The Clementium library in Prague is one of the most ornate and elaborate in the world, housing over 20,000 rare and unique books although is relatively unknown outside of the Czech Republic. This despite the fact that the building is the second largest in the entire city behind only Prague castle.
The library was built on the site of a 11th-century chapel dedicated to St Clement, and over the years has also served as a Jesuit college, a monastery and as part of a larger university also housing an observatory.
The site also features a determining room, now known as the Meridian Hall, in which a small ray of sunlight that enters the room through a hole in the wall falls onto a stretched piece of string used to measure when high noon falls.
Today some parts of the site are open to tours, and the site is also the national library of the Czech Republic. The Baroque library, in particular, is known as one of the best-preserved examples of baroque architecture in the world and has won numerous awards as being one of the most decoratively elaborate libraries ever built.
One of the other claims to fame of the 20,000 square meter site is that the observatory was the first place to record the air temperature in Prague in 1775, and the readings have continued to this day. Johannes Kepler also developed his laws of planetary motion at the Clementium, a major astrological achievement of the time.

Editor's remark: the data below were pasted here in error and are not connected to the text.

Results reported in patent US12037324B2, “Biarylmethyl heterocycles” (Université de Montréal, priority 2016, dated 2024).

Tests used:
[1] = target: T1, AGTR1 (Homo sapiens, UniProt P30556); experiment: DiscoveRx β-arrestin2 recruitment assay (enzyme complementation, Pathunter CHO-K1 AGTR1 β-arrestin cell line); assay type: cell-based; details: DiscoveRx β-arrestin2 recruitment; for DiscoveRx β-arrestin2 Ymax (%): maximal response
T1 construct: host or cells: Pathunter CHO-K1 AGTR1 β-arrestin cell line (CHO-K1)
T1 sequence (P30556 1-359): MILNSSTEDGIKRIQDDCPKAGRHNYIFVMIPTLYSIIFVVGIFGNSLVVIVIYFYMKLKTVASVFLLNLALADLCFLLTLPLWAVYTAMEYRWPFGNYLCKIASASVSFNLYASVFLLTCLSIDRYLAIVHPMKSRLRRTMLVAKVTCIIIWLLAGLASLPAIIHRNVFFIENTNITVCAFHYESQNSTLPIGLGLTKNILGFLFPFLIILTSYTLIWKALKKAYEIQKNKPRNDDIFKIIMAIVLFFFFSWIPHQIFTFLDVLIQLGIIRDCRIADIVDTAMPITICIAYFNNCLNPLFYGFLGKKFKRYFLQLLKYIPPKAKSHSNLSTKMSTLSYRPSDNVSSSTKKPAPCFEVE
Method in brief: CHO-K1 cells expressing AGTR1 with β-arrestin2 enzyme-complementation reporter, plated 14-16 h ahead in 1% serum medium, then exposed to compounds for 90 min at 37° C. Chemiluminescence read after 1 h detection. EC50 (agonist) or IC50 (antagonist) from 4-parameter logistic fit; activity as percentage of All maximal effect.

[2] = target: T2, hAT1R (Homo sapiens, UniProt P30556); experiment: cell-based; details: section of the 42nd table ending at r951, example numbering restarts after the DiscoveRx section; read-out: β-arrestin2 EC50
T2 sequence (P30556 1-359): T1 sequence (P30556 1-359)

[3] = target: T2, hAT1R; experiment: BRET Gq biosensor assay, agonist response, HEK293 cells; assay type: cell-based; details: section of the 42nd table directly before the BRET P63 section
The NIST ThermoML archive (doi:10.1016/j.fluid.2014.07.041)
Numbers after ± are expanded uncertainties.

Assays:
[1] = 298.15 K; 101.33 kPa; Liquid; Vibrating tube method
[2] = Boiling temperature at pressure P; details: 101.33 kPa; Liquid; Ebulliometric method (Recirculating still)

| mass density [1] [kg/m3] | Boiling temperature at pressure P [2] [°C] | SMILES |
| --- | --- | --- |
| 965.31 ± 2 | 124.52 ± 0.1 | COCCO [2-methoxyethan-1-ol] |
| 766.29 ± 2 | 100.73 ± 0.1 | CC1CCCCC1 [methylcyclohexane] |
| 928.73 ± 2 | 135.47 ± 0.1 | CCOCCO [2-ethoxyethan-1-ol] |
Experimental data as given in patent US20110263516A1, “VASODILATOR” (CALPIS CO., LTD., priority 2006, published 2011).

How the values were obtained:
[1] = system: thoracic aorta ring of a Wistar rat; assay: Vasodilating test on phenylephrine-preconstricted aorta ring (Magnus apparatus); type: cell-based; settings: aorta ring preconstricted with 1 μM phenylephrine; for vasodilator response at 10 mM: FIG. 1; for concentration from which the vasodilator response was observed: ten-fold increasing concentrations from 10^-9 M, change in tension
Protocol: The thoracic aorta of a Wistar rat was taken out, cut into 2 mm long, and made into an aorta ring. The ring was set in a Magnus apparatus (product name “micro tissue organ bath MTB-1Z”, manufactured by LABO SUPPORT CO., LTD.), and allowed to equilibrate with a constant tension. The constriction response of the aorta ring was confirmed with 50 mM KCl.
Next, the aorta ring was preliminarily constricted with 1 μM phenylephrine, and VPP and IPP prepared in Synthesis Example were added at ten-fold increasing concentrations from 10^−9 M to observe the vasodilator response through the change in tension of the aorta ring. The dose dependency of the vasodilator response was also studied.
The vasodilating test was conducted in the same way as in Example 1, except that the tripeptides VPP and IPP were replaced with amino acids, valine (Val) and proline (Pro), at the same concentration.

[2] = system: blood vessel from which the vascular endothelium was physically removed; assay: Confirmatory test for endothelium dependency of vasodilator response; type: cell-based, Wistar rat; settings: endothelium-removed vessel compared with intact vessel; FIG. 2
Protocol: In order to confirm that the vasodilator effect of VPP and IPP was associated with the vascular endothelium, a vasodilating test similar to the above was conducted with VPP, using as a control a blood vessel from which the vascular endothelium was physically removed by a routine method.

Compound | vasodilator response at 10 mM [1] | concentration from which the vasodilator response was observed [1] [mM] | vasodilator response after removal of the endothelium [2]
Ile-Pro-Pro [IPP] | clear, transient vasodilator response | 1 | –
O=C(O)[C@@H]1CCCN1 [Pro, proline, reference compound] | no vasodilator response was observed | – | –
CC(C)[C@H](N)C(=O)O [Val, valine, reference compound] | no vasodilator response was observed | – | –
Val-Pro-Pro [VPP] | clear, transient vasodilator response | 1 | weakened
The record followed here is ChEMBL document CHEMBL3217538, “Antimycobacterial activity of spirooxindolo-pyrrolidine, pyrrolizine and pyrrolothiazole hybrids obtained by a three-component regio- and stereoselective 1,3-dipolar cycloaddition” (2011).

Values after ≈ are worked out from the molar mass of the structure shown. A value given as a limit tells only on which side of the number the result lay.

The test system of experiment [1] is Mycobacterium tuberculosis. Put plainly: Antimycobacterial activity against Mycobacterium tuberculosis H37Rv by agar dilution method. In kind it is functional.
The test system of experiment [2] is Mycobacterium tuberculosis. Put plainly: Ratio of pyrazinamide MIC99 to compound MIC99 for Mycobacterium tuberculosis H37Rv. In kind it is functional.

While this might inspire visitors to the site, however, there appear to be issues with gaining entry at the moment. Entering the library website, visitors are now met with the following:
“We are very sorry to inform you that due to the legal dispute with the National Library of the Czech Republic, administrator of Klementinum, we are not able to guarantee that the guided tours and other services that we provide will také place in the Astronomical Tower, the Baroque Library, and the Mirror Chapel.”
While it isn’t clear what the dispute is or how long it might take to resolve it does mean that visiting the library might not be possible for the time being. There are also certain sections of the building currently under expansion and reconstruction, meaning only library users are currently allowed full access.
More on the history of the Klementium can be found here: http://www.klementinum.com/index.php/en/history
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